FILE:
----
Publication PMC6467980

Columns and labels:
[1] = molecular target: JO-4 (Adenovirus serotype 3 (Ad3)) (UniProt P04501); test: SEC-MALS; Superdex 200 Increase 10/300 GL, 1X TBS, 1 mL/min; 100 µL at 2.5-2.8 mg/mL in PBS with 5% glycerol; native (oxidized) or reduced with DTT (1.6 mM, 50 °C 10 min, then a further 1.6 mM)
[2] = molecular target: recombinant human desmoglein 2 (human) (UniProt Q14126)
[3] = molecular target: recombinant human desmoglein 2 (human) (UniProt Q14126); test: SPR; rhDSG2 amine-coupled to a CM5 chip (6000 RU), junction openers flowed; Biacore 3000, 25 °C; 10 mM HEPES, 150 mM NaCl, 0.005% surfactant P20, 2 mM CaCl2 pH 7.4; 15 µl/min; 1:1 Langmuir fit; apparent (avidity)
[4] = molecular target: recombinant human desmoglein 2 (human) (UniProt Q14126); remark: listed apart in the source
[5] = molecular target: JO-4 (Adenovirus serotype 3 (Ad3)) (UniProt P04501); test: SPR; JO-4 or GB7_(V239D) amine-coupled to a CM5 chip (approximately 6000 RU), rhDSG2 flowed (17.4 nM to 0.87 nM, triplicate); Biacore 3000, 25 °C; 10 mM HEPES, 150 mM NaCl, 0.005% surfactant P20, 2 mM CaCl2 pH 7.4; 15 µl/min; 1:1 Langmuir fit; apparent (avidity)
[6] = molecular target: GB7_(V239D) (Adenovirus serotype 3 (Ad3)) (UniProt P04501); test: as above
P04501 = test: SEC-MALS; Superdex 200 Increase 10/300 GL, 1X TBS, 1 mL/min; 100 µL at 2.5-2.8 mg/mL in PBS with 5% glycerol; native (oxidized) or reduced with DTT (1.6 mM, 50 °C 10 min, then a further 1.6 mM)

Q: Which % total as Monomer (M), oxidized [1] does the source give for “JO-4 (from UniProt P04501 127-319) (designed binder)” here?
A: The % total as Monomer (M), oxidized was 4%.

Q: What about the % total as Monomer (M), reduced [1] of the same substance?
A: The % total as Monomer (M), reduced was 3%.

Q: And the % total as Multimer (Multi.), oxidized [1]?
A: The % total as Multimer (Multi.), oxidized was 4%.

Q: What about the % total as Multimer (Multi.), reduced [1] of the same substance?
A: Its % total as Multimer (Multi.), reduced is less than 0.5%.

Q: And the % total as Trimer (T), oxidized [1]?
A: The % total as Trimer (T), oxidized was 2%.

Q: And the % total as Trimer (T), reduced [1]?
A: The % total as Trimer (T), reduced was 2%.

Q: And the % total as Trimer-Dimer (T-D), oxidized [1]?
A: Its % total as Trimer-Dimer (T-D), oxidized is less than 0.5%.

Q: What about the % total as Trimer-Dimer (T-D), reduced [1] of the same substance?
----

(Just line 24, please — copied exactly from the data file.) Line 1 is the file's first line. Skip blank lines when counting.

Q: What about the % total as Trimer-Dimer (T-D), reduced [1] of the same substance?